Islam was (and is) suffocating. The prohibitions in Islam are unbearable. The injunctions in Islam force Muslims all over the world to be alienated. Anything pleasurable, comfortable, and enjoyable is forbidden in Islam. I feel so relieved that after almost forty years of suffocation, finally I can breathe freely.

What alternative religion do I follow? The answer is that I follow no religion. All religions are oppressive and designed to subjugate people's freedom. I am now a freethinker and an agnostic.

Islam thrives because of oil prices. Once the world finds alternative sources of energy and the price of oil falls to $1.00 a barrel, Islam will surely die. Till then the world has to go through this Islamic madness.

The tragedy of Bangladesh can be put in a nutshell in the following way: Pakistan was created as a separate state for the Muslims of the subcontinent. It had two wings, West Pakistan (the Pakistan that is left now) and East Pakistan. The two wings were separated by a physical diatance of more than one thousand miles. India was in between the these two Pakistans. The founders of Pakistan wanted to implement an Islamic ruling system. Within a few years of the creation of Pakistan the truth became very clear. The truth was that West Pakistan became the center of power and East Pakistan became a colony of West Pakistan. The East Pakistanis revolted against this kind of apatheid treatment in the name of Islam. The East Pakistanis, with the leadership of Shekh Mujib and his party, Awami League, demanded full autonomy for themselves.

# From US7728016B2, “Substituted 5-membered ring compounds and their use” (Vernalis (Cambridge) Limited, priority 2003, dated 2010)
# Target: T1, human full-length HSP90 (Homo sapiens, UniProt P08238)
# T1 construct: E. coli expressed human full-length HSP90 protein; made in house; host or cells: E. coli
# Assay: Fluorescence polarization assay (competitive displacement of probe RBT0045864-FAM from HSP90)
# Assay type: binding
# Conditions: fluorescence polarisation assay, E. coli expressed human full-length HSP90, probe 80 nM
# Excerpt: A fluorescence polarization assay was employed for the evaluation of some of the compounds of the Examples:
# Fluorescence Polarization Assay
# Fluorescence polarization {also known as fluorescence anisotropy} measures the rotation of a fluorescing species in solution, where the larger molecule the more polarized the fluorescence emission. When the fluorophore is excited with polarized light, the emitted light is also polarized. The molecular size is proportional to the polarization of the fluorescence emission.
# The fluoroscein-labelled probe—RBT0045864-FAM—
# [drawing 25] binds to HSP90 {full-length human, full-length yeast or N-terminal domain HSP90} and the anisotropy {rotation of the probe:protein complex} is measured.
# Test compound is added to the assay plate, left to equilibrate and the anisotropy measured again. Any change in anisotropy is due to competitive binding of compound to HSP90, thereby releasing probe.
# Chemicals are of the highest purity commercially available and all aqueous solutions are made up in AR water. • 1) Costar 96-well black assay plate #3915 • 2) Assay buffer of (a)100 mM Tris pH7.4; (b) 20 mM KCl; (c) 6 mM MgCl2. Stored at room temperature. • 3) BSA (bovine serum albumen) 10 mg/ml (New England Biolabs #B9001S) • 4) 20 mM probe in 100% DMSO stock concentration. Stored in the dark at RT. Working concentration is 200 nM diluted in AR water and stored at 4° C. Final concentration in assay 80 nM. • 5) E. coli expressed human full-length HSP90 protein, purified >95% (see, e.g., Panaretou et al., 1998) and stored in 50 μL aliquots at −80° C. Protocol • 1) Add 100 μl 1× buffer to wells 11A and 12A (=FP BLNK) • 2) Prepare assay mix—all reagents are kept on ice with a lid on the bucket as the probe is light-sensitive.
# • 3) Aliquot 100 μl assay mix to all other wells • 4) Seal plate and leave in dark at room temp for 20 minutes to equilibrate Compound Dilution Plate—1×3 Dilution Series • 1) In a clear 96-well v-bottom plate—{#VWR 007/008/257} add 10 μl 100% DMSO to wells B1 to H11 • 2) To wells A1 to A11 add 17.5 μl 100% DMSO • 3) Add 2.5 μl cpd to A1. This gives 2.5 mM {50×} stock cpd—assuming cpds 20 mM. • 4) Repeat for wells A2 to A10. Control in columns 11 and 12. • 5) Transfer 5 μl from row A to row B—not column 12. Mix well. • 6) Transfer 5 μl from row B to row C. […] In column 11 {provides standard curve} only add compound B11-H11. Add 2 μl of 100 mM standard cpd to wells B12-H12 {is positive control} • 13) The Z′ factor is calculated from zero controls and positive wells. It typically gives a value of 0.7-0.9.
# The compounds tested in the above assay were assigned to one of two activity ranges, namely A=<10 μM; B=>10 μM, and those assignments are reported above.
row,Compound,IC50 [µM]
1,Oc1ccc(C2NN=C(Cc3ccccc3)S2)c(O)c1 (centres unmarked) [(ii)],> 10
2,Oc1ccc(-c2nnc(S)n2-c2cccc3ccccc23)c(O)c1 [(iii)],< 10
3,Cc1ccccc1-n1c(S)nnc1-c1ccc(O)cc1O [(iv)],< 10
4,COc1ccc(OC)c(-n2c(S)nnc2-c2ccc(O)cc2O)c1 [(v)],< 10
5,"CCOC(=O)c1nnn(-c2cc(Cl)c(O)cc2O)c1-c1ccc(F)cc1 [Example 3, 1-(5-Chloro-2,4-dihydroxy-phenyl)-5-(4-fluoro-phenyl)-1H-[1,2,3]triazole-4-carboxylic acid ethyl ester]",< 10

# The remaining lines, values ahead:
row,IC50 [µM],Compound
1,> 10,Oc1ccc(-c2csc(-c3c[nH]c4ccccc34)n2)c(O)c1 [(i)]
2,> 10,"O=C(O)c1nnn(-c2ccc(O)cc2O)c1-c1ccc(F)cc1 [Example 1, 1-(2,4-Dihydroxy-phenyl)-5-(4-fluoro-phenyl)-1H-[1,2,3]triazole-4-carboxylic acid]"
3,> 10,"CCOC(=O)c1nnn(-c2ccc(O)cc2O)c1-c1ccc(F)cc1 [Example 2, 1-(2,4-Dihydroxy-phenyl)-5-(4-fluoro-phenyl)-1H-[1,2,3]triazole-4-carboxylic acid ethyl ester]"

The ruling elite and the military of Pakistan were 90 percent West Pakistani. They saw a great danger in the demand for autonomy for East Pakistan. They tried to brainwash peoples' minds by saying that the plan for autonomy was an Indian plan and that granting autonomy to East Pakistan would destroy Islam in Pakistan. However, the vast majority of the people of East Pakistan did not believe in the propaganda of West Pakistan. In the general election of 1971, Sheikh Mujib and his Awami League won almost all the seats in East Pakistan. It was a clear mandate by the people of East Pakistan for autonomy. The military and the oligrchy of Pakistan refused to accept this mandate of the people of East Pakistan and declared that Islam was in danger. That was why they had the military crackdown with the connivance of the Islamists (a feeble minority) of East Pakistan. It was really a sort of jihad by the Pakistani Islamic army to protect and preserve Islam. The Pakistani rulers even declared that those who wanted freedom and the breakup of Pakistan were anti-Islam and required Islamic punishment.